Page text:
Wokeface is the project of an anonymous artist living in Portland whose goal is “to facilitate self-love and a sense of connectedness to fuel a more compassionate and harmonious existence.” The ‘enlightened eye’ prevalent in their work has become something of an urban hieroglyph in Portland. You can see their artwork on stickers, wheatpastes, murals, and wood installations sprinkled all over the Pacific Northwest and beyond. In our interview, we discuss Portland’s street art scene, the introvert spirit, and turning a hobby into a full-time hustle.
Can you tell me how Wokeface was conceptualized and brought into the world?
Portland has a lot of great street art! A random day in April 2016, it occurred to me that nobody got permission to do it, they just did it. And I could, too. I worked with materials I had on hand—paint and scrap wood—to create the first cutout installations, which I screwed into telephone poles. I chose the symbol now known as “Wokeface” from my sketchbook because I wanted whatever imagery I put into the world to feel positive and peaceful. Putting up the first piece was exhilarating and suddenly made me feel connected to my city and a new community, and immediately I wanted to keep doing it.
We’re glad you did! You’re from Collierville, TN, what brought you to the PNW?
Collierville, a suburb of Memphis, is my hometown. I moved to St. Louis, MO for college, then after several years was established as a freelance designer working from home. I realized I could do that from anywhere, and made a list of what I wanted in a city. Portland checked almost all the boxes and in 2009 I made the move cross-country. It was one of the best decisions I’ve ever made. I feel way more at home in the PNW and the abundant natural beauty never gets old!
Street art tends to fall somewhere between satire and outrage, with a healthy sprinkling of trying-to-be-cool, but you disrupt that by sharing something so cheerful and earnest. What was your general reception by the city and the street art scene in Portland?
Portland is special compared to many other cities with regard to street art. At worst there’s a high tolerance for it. There’s a very active scene of people making it and appreciating it. My initial reception felt really positive. Other street artists welcomed me, gifted me their art, invited me to meetups. Honestly, it was one of the most welcoming scenes I’ve ever joined, which is a huge part of why I stuck with it. Most of us are introverts and a little weird, and I think we share a special kindred spirit within by feeling drawn to this kind of art.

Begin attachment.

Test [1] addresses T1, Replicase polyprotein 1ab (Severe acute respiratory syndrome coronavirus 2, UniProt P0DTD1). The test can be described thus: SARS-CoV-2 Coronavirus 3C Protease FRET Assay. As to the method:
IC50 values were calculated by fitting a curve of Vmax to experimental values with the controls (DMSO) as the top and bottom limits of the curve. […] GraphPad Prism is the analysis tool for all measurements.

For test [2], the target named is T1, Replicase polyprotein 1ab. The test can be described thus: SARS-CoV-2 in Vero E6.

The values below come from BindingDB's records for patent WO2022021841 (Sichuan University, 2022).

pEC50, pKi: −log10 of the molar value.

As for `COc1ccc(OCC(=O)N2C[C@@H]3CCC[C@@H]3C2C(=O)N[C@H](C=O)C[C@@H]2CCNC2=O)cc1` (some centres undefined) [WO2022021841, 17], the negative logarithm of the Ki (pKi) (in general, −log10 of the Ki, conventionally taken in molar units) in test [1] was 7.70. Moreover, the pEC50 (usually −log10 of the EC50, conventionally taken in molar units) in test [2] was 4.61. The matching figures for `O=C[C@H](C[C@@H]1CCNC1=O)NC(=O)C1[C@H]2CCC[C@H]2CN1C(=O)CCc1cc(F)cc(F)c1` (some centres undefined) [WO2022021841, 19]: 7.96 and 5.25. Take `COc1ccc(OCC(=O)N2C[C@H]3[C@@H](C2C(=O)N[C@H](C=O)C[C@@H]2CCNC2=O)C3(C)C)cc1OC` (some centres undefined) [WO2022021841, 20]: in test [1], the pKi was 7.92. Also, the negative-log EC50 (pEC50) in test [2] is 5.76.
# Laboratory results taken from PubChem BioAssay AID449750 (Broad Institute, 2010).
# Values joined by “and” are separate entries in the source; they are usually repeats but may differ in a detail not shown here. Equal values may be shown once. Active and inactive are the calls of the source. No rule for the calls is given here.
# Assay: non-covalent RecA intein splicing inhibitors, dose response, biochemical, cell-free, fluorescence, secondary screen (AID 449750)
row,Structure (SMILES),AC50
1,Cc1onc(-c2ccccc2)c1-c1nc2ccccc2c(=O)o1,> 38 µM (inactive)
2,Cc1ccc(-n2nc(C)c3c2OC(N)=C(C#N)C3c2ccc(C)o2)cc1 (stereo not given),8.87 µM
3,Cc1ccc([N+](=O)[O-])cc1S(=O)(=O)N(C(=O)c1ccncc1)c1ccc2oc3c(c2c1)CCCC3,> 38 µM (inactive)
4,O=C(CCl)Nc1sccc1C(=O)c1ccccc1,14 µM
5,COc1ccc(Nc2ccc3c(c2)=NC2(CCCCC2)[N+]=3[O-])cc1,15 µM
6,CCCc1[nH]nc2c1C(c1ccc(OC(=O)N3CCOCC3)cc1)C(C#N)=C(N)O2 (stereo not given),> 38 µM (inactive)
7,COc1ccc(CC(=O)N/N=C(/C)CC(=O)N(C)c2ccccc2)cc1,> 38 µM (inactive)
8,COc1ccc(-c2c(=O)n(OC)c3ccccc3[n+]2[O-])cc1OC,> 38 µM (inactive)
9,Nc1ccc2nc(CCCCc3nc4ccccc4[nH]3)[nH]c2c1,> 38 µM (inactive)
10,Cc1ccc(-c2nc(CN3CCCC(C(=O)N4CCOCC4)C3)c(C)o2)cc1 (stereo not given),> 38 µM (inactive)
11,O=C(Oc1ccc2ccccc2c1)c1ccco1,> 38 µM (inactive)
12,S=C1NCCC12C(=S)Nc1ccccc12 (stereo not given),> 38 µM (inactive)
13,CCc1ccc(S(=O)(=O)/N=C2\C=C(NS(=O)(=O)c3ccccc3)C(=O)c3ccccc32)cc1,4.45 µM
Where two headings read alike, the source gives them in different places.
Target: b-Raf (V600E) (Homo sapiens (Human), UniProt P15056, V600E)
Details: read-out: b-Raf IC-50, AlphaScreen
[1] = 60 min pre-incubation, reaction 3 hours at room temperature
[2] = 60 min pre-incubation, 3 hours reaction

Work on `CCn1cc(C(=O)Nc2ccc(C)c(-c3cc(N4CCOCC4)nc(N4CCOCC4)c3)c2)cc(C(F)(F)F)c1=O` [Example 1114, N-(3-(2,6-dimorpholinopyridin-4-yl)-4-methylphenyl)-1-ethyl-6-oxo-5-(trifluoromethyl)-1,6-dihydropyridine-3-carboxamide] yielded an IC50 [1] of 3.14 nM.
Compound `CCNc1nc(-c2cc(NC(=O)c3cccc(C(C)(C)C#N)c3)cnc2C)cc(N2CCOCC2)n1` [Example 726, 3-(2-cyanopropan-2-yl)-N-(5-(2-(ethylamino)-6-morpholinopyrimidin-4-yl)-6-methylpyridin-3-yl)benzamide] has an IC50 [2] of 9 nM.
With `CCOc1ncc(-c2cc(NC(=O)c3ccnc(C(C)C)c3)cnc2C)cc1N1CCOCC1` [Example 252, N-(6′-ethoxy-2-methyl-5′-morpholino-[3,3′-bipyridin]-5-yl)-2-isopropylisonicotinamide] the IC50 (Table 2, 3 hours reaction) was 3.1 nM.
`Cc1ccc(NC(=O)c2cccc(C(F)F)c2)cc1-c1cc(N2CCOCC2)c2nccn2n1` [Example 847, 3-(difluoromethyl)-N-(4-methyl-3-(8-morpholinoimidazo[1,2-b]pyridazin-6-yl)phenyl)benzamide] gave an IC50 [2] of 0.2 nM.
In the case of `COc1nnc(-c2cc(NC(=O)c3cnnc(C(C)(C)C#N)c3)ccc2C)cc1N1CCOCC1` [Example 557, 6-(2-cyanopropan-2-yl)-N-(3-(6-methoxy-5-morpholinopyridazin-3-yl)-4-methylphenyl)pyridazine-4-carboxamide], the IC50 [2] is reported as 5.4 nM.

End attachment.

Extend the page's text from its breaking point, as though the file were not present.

The biggest lesson I learned early on was to not become attached to street art. It’s ephemeral. It’s going to get swiped or tagged or covered up, and that’s okay. Don’t take it personally. Now, this is something I treasure about it, it’s an ever-changing landscape of art.
It’s so cool that you opened a brick-and-mortar storefront. Can you tell me how the shop came into existence?
Thank you! It’s been a wild journey. I never set out to do retail or even make a business out of Wokeface. But not long after I began making and sharing it online, folks started asking if they could buy it. So I started out really small, selling stickers and woodcuts online and doing local pop-up events. Then a few local shops started selling my items. Over the years this side project grew into a full-time passion. I kept busy selling online and running the business out of my art studio. Early in the pandemic I outgrew my art studio and was looking for something larger. I found this space, which also had a storefront, so I decided to give it a try! Higher Self is the storefront—it sells my merch as well as 50-plus other indie and local artists. It’s been cool to step on the other side of it and work with other artists just starting out.
Next major goal for your art?
I would love to do bigger collaborations with other indie brands. I want to see my patterned art on apparel, textiles, housewares, anything. And I’m always interested in doing more large-scale mural work.
For questions about custom commissions, you can reach Wokeface at firstname.lastname@example.org and you can visit their shop Higher Self at 6315 SE Holgate Blvd, Portland, OR 97206.